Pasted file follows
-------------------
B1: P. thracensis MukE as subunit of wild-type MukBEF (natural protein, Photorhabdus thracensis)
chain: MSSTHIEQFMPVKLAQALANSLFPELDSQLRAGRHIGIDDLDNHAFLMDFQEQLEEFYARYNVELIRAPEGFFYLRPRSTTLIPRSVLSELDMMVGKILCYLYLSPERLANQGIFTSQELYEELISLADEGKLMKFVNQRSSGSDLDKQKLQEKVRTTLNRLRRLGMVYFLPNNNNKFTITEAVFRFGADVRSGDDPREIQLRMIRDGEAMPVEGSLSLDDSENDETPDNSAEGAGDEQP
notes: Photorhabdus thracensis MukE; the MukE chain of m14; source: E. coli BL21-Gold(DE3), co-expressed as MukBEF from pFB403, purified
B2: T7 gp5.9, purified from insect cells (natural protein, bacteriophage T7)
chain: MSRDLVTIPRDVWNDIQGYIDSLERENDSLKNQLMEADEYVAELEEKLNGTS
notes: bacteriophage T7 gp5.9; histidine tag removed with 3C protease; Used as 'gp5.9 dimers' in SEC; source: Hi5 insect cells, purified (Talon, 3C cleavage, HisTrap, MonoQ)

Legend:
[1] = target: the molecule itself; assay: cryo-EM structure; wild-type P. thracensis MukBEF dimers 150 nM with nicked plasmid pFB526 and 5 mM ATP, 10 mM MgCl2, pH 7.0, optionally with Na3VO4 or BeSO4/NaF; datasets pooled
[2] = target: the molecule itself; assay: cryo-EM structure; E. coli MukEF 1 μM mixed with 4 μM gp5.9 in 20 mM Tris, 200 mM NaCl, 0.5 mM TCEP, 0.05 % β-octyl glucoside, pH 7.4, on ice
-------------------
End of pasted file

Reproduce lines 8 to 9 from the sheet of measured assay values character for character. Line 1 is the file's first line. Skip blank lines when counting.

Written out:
[1] = target: the molecule itself; assay: cryo-EM structure; wild-type P. thracensis MukBEF dimers 150 nM with nicked plasmid pFB526 and 5 mM ATP, 10 mM MgCl2, pH 7.0, optionally with Na3VO4 or BeSO4/NaF; datasets pooled
[2] = target: the molecule itself; assay: cryo-EM structure; E. coli MukEF 1 μM mixed with 4 μM gp5.9 in 20 mM Tris, 200 mM NaCl, 0.5 mM TCEP, 0.05 % β-octyl glucoside, pH 7.4, on ice